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Re: Comments on the XHTML 2.0 WD

From: Christian Johansen <chrisjo@student.matnat.uio.no>
Date: Fri, 27 May 2005 09:14:45 +0200 (MEST)
To: www-html@w3.org
Message-ID: <Pine.GSO.4.62.0505270914210.19375@en.ifi.uio.no>

On Thu, 26 May 2005, Kelly Miller wrote:

>
> Jukka K. Korpela wrote:
>
>> At least it should be named "description list", with subelements called
>> "item" and "description" for example. It is absurd to say that <dt> means
>> definition term and then tell people to use it to name a speaker.
>> 
> If you ask me, <dt> and <dd> are unnecessary anyway.  Why not create a 
> "description" element for lists, and allow it in ANY list?  Using CSS, one 
> could make it disappear or display in a certain way, and then people can add 
> extra info about the list item if necessary instead of having to use a whole 
> separate thing if they want to do descriptions.  Especially considering XHTML 
> 2.0 expects you to use <li href=""> to do a hyperlink in a navigation list 
> now.
>
> IMO, it should be possible to do:
>
> <ul>
>   <li>Item 1</li>
>   <ld>Item 1 is the first item in this list.</ld>
>   <li>Item 2</li>
>   <ld>Item 2 is the second item in this list</ld>
> </ul>
>
> Admittedly, this is not a good example of how one would use the list.  A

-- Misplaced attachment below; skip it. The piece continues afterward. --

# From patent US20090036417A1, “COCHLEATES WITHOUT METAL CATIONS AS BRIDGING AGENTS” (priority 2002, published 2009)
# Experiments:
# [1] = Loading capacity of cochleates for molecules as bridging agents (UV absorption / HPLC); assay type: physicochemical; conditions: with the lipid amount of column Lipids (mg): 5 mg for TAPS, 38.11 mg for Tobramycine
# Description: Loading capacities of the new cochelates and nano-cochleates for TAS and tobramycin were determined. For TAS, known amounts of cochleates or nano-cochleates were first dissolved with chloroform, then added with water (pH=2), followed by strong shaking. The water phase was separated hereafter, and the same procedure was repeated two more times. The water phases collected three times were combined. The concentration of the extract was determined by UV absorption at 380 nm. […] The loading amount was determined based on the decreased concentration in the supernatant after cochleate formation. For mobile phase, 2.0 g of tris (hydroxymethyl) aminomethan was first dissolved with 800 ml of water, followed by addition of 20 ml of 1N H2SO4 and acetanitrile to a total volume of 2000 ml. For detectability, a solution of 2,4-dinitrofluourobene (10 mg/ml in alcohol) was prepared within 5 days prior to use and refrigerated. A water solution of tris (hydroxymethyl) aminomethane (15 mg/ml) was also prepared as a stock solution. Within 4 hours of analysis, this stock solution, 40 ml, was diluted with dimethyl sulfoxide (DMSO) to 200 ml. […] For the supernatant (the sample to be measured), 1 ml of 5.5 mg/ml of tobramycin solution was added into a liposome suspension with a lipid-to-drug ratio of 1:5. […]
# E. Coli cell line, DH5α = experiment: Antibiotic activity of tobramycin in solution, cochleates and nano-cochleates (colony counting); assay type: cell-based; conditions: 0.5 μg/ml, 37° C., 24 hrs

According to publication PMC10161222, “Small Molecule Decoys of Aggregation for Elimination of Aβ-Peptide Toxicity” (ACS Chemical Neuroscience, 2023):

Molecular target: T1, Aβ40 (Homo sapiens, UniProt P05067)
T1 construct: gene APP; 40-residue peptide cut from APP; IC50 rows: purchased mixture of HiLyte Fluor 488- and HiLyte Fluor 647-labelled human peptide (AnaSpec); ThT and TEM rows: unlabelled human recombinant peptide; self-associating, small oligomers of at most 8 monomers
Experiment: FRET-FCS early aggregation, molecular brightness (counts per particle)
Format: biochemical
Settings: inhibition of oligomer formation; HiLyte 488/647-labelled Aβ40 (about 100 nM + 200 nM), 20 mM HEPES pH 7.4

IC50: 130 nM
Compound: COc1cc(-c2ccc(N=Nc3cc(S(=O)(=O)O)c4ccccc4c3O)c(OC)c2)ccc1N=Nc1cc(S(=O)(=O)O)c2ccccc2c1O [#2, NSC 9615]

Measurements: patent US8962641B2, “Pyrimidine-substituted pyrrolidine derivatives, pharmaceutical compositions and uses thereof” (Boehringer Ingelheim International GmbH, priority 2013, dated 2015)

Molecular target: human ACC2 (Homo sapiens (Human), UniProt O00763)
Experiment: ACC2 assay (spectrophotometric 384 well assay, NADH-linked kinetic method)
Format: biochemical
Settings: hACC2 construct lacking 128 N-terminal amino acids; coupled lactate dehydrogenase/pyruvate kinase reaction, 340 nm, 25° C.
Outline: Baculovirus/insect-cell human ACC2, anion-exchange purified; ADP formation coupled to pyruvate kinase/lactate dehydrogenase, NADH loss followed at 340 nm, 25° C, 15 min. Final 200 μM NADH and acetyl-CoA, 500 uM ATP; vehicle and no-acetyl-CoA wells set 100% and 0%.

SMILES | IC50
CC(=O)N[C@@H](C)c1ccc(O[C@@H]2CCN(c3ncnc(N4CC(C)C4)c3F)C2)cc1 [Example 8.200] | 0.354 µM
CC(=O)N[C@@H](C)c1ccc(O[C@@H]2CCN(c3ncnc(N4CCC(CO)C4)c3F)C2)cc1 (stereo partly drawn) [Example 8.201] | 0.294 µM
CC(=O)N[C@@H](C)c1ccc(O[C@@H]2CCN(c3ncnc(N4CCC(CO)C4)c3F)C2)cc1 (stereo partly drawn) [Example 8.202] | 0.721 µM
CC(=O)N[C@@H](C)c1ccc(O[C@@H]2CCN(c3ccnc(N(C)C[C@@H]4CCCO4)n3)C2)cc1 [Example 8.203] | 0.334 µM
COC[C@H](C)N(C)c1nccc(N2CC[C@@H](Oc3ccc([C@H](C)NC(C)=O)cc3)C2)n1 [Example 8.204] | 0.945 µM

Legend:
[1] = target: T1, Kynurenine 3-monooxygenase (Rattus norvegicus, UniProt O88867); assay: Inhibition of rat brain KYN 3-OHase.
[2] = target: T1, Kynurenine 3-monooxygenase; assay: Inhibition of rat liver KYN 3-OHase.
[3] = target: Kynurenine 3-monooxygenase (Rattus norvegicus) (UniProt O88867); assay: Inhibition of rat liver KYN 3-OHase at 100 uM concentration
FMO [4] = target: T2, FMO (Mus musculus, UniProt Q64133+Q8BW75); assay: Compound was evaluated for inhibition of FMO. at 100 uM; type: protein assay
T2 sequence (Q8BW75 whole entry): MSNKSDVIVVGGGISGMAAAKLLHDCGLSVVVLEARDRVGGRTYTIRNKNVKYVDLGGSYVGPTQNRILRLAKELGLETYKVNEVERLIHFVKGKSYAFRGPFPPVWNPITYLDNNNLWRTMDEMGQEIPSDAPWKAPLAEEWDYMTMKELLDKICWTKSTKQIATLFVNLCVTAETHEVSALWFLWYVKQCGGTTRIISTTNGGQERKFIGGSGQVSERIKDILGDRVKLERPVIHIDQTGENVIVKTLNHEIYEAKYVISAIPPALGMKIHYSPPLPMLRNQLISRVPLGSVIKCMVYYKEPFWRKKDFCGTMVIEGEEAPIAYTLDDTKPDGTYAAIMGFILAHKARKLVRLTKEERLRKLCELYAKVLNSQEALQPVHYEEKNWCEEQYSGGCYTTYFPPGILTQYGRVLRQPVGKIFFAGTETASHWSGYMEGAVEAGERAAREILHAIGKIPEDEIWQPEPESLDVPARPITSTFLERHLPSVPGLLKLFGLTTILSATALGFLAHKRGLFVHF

> better one would be something like this:
>
> <nl>
>   <li href="">First Link</li>
>   <ld>This link takes you to the Home page of this site.</ld>
>   <li href="">Second Link</li>
>   <ld>This link takes you to the Sitemap.</ld>
> </nl>

I don't think this is a very good example either. Consider this:

<nl>
    <li href="" title="This link takes you to the Home page of this 
site.">First Link</li>
    <li href="" title="This link takes you to the Sitemap.">Second 
Link</li>
</nl>

I do think that the suggestion of simply renaming "definition list" to 
"description list" is a good one. This will allow for more flexible usage 
and would allow for the example of conversations and other things to be 
decently marked up.

Christian

> You could even put link subreferences in the <ld>'s, and thus create a 
> glossary for people who may not completely understand your terminology. 
> Don't get rid of <dl>, just have it use <li> and <ld> instead of <dt> and 
> <dd> (which, as has been mentioned, are actually semantically incorrect, 
> because not every use of a DL contains terms and descriptions).
>
>

MVH
Christian
Received on Friday, 27 May 2005 07:14:53 UTC

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